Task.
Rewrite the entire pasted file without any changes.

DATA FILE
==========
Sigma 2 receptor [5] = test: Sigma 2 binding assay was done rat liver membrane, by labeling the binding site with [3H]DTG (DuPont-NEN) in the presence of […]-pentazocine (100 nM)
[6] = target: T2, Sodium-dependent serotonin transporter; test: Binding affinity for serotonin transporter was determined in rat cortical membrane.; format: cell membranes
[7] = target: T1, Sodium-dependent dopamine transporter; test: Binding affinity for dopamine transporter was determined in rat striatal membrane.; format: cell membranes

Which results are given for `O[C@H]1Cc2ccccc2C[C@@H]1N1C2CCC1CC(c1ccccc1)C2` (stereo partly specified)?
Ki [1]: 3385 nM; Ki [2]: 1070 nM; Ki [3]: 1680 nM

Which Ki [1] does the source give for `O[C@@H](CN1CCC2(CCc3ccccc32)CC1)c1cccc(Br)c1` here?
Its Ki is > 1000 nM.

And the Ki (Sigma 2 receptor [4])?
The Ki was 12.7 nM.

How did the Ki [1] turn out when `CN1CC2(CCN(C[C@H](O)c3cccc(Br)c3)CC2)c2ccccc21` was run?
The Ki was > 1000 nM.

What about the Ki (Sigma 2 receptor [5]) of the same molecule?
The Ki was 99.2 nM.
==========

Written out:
Sigma 2 receptor [5] = test: Sigma 2 binding assay was done rat liver membrane, by labeling the binding site with [3H]DTG (DuPont-NEN) in the presence of […]-pentazocine (100 nM)
[6] = target: T2, Sodium-dependent serotonin transporter; test: Binding affinity for serotonin transporter was determined in rat cortical membrane.; format: cell membranes
[7] = target: T1, Sodium-dependent dopamine transporter; test: Binding affinity for dopamine transporter was determined in rat striatal membrane.; format: cell membranes

Which results are given for `O[C@H]1Cc2ccccc2C[C@@H]1N1C2CCC1CC(c1ccccc1)C2` (stereo partly specified)?
Ki [1]: 3385 nM; Ki [2]: 1070 nM; Ki [3]: 1680 nM

Which Ki [1] does the source give for `O[C@@H](CN1CCC2(CCc3ccccc32)CC1)c1cccc(Br)c1` here?
Its Ki is > 1000 nM.

And the Ki (Sigma 2 receptor [4])?
The Ki was 12.7 nM.

How did the Ki [1] turn out when `CN1CC2(CCN(C[C@H](O)c3cccc(Br)c3)CC2)c2ccccc21` was run?
The Ki was > 1000 nM.

What about the Ki (Sigma 2 receptor [5]) of the same molecule?
The Ki was 99.2 nM.